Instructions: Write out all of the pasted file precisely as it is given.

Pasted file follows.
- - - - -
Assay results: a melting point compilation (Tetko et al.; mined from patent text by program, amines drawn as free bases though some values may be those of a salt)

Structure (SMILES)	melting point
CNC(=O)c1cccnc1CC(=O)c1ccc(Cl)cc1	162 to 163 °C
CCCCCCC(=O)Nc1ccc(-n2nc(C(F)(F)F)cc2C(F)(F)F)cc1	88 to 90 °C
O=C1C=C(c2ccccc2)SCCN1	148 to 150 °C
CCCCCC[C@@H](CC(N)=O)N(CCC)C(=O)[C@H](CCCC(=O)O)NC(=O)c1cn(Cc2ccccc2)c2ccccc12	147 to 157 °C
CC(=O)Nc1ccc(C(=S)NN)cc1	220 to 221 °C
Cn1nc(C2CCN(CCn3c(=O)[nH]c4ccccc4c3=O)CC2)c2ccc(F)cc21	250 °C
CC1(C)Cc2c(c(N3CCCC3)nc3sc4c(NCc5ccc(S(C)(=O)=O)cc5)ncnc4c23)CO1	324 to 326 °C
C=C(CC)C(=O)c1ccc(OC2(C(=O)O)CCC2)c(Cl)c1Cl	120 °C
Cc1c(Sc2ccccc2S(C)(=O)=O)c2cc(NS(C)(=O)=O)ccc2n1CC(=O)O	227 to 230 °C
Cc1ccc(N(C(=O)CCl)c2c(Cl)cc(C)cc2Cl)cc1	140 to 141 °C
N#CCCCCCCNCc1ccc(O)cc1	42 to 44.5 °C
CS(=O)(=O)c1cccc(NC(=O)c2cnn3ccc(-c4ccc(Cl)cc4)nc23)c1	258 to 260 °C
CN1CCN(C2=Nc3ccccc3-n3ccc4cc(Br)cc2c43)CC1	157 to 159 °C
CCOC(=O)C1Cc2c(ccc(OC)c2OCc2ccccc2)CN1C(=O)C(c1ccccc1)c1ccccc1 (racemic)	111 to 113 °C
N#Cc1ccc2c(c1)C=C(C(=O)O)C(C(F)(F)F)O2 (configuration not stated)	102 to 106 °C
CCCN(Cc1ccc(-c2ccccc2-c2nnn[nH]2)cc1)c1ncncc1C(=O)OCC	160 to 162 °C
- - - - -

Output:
Assay results: a melting point compilation (Tetko et al.; mined from patent text by program, amines drawn as free bases though some values may be those of a salt)

Structure (SMILES)	melting point
CNC(=O)c1cccnc1CC(=O)c1ccc(Cl)cc1	162 to 163 °C
CCCCCCC(=O)Nc1ccc(-n2nc(C(F)(F)F)cc2C(F)(F)F)cc1	88 to 90 °C
O=C1C=C(c2ccccc2)SCCN1	148 to 150 °C
CCCCCC[C@@H](CC(N)=O)N(CCC)C(=O)[C@H](CCCC(=O)O)NC(=O)c1cn(Cc2ccccc2)c2ccccc12	147 to 157 °C
CC(=O)Nc1ccc(C(=S)NN)cc1	220 to 221 °C
Cn1nc(C2CCN(CCn3c(=O)[nH]c4ccccc4c3=O)CC2)c2ccc(F)cc21	250 °C
CC1(C)Cc2c(c(N3CCCC3)nc3sc4c(NCc5ccc(S(C)(=O)=O)cc5)ncnc4c23)CO1	324 to 326 °C
C=C(CC)C(=O)c1ccc(OC2(C(=O)O)CCC2)c(Cl)c1Cl	120 °C
Cc1c(Sc2ccccc2S(C)(=O)=O)c2cc(NS(C)(=O)=O)ccc2n1CC(=O)O	227 to 230 °C
Cc1ccc(N(C(=O)CCl)c2c(Cl)cc(C)cc2Cl)cc1	140 to 141 °C
N#CCCCCCCNCc1ccc(O)cc1	42 to 44.5 °C
CS(=O)(=O)c1cccc(NC(=O)c2cnn3ccc(-c4ccc(Cl)cc4)nc23)c1	258 to 260 °C
CN1CCN(C2=Nc3ccccc3-n3ccc4cc(Br)cc2c43)CC1	157 to 159 °C
CCOC(=O)C1Cc2c(ccc(OC)c2OCc2ccccc2)CN1C(=O)C(c1ccccc1)c1ccccc1 (racemic)	111 to 113 °C
N#Cc1ccc2c(c1)C=C(C(=O)O)C(C(F)(F)F)O2 (configuration not stated)	102 to 106 °C
CCCN(Cc1ccc(-c2ccccc2-c2nnn[nH]2)cc1)c1ncncc1C(=O)OCC	160 to 162 °C